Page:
He said “At a time when so much of our politics is trying to manage this clash of cultures brought about by globalization and technology and migration, the role of stories to unify …is more important than ever.”
As Obama says, books bring people together too, and the act of sharing a story aloud, as you girls are about to do tonight, is one of the oldest forms of social bonding in history. Even before reading had been invented, and before people knew how to write things down, people loved to share stories aloud, and storytellers who could entertain their community by reciting stories aloud were held in the highest regard.
Of course in those days they had no choice but to do everything from memory, but even until a couple of generations ago, learning stories and poems off by heart was commonplace, because printed books were very expensive, before the paperback was invented early last century. My grandmother, who was born in 1900, used to do recitations as her party piece, and her daughter, my aunt, who is 80, recites poems silently in her head to entertain herself when she’s travelling.
You’re the first generation to grow up with all the advantages of modern technology for reading all around you. You’ve got not only affordable printed books but ebooks that you can read on your phones and tablets when you have an idle moment (or in bed after lights out! – you don’t so much need a torch these days). You’ve got audio books that you can listen to. You can write your own stories and print them out on your computer to share with your friends or post them on apps or blogs. The possibilities are growing all the time.
But for now, as seems so fitting in this splendid traditional library, I’m really looking forward to hearing you all sharing your favourite stories aloud, just as early civilisations will have done thousands of years ago. Thanks to all of you who have worked hard to prepare this treat for us.
I’m sure it’s going to be a difficult competition to judge, but to my mind, as readers, you’re all winners, and I hope you will enjoy the many adventures and the great wisdom that reading can bring you for many, many years to come.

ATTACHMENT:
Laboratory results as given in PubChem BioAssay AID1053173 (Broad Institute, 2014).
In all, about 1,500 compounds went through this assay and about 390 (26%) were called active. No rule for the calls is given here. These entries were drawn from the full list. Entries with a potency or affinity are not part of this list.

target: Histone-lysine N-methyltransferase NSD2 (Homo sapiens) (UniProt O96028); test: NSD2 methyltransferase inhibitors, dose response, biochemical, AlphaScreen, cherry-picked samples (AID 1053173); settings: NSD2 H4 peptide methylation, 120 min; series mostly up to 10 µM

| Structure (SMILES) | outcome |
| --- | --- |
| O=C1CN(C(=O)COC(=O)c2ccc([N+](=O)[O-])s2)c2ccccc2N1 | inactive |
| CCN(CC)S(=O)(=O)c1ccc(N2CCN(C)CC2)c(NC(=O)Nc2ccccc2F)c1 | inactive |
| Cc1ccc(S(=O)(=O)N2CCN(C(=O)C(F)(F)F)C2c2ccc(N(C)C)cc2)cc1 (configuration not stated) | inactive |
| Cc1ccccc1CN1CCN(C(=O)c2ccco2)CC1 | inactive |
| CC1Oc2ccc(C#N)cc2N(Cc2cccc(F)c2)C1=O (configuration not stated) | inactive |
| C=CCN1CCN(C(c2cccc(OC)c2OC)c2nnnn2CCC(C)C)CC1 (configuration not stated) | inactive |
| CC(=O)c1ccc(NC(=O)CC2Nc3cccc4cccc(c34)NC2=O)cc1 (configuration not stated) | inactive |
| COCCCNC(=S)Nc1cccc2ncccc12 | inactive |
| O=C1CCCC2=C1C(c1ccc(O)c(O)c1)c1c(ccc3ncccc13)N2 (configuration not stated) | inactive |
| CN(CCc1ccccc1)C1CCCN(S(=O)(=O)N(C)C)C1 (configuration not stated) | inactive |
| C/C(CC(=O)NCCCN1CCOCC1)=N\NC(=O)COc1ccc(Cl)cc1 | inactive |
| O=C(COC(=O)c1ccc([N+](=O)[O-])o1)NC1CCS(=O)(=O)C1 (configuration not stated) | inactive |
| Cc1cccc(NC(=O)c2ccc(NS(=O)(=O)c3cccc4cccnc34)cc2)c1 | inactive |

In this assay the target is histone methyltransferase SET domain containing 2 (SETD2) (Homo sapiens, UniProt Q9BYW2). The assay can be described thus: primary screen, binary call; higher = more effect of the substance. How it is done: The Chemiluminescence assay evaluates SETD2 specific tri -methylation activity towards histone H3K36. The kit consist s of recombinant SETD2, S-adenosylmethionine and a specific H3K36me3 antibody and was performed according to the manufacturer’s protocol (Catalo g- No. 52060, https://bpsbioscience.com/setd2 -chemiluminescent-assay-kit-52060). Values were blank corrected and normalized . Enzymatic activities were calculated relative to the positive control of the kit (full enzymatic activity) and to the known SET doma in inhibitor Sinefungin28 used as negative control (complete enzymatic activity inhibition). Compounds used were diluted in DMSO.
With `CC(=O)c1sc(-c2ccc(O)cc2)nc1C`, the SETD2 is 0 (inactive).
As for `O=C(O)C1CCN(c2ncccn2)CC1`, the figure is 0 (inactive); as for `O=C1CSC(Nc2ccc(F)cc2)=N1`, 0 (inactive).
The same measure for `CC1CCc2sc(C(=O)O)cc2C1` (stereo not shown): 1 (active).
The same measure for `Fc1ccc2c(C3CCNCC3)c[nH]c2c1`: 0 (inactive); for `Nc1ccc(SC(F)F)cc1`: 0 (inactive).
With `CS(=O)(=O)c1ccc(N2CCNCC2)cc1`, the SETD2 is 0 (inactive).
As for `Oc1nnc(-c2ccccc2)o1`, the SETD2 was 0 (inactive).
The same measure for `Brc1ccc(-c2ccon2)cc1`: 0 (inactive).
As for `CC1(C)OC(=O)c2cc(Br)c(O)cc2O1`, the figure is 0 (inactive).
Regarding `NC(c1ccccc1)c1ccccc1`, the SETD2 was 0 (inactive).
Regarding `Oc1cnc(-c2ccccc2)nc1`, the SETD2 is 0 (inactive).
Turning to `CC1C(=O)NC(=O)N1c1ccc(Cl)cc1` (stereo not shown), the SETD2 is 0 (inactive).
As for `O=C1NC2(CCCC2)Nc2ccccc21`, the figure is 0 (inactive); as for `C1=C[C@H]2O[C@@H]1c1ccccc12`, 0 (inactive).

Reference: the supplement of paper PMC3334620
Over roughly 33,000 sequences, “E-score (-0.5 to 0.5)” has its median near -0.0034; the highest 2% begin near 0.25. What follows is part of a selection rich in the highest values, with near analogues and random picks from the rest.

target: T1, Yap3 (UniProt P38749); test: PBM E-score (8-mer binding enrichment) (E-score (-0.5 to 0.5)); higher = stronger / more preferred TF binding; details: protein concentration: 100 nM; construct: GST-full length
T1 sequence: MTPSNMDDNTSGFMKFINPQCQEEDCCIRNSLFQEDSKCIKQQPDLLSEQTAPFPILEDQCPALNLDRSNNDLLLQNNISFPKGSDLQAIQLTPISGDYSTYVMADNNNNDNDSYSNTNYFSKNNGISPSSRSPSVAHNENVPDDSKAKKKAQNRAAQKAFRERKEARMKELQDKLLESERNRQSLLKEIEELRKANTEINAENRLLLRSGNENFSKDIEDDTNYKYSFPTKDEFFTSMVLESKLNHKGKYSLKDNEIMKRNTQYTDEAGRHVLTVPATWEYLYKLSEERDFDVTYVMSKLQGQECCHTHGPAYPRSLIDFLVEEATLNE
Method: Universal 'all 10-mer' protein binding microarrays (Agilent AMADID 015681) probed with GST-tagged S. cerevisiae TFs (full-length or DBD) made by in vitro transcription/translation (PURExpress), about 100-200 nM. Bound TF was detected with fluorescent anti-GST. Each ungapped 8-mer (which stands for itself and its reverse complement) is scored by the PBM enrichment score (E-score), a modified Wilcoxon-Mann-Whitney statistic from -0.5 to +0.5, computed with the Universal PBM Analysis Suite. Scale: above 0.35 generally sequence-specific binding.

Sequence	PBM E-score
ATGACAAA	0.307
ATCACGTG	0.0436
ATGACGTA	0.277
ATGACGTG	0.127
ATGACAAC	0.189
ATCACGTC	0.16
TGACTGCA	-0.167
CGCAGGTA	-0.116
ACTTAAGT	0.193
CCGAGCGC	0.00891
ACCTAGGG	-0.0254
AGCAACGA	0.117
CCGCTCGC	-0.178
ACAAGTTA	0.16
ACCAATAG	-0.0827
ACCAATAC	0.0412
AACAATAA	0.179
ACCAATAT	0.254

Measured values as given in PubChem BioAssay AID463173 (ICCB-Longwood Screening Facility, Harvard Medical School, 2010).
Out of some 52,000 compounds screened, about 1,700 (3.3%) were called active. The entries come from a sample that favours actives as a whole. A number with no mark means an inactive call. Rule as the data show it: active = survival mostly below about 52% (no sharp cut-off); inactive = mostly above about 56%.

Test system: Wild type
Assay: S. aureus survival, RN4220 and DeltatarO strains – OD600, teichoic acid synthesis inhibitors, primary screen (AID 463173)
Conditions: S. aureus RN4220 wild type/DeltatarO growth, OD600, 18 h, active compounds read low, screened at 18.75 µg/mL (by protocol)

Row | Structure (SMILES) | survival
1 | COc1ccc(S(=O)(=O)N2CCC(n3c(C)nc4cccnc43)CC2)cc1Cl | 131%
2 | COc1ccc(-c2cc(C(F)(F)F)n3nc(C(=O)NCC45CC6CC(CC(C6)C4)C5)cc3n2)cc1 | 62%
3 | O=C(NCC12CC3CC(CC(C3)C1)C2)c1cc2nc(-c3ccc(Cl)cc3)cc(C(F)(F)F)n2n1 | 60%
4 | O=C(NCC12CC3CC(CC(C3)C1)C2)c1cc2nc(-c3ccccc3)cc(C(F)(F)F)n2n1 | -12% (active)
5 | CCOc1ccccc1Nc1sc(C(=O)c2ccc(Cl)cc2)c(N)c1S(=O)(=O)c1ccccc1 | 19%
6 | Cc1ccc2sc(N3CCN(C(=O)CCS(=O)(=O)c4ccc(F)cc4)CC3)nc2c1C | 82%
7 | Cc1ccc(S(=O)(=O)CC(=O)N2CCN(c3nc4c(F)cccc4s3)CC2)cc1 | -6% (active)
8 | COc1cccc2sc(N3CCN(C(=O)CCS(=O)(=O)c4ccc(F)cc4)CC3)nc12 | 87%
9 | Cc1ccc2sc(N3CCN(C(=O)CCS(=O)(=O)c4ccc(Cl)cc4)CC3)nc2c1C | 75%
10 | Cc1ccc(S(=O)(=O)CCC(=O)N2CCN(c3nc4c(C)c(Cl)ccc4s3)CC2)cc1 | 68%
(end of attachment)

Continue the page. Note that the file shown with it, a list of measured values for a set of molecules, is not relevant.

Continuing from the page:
My Young By Name column for the February issue of the Tetbury Advertiser
With 2016 behind us, and with it, we hope, the relentless string of premature deaths of national and international treasures, I was startled to spot on social media today what struck me as a desperate headline:
See Cliff Richard live through 2017!
Good heavens, I thought, are people now so paranoid that they’re publicly rooting for the survival of their favourite celebrity? Could such an appeal really enhance one’s chances of escaping the Grim Reaper until 2018?
I can think of more constructive tactics to keep a person feeling young and full of life, and I’m happy to share them here.
Age is Relative
First, hang out with old people. By old people, I mean anyone who is at least twenty years older than yourself (because we’re all in our prime, aren’t we?) Accompanying my eighty-year-old aunt to my 100-year-old cousin’s funeral not only reassured me of my family’s strong genes but made me feel positively youthful.
Secondly, marry someone older than you. My husband will reach his three score and ten a year before I have to start to wonder whether, in Paul McCartney’s immortal words, whether he’ll still need me when I’m 64. (Which echoes point #1 – hang out with Paul McCartney.)
Thirdly, if you plan to change your name when you marry, pick a spouse whose moniker offers subliminal powers of rejuvenation. Theoretically I’m now forever Young, at least till the next time around. Just joking, Gordon, honest – but any Mr Old who has me in his sights should give up now. (My fictional idol Lord Peter Wimsey got crossed off my theoretical “marry” list when I discovered one of his middle names was De’Ath. What were his fictional parents thinking?)
All in the Mind
Finally, if you’re a writer, on the same principle that you can put someone in a novel and kill them, you can assume a younger persona and, in your head at least, spend quite a lot of your life pretending you’re them. I’m currently writing a series of novels, the Sophie Sayers Village Mysteries (yes, the name’s a tribute to the late great Dorothy L Sayers, creator of Lord Peter Wimsey), in which the eponymous heroine is 25. The stories are narrated in her voice, and I’m rather enjoying being 25 again. Naturally her love interest is 32. (The first book, Best Murder in Show, will be launched in April.)
By the same token, do you think Ian McEwan, who in his latest novel Nutshell has made the central character a foetus, has a secret whim to rewind his own age? Whatever next – a novel starring the glint in the milkman’s eye?
From one extreme to the other, back to Sir Cliff: I now realise that the slogan I saw was not an appeal to spare Britain’s answer to Elvis, but an advert for the singer’s new year concert tour, with “live” to rhyme not with “give” but with “hive.
All the same, I bet his promoters have got their fingers crossed…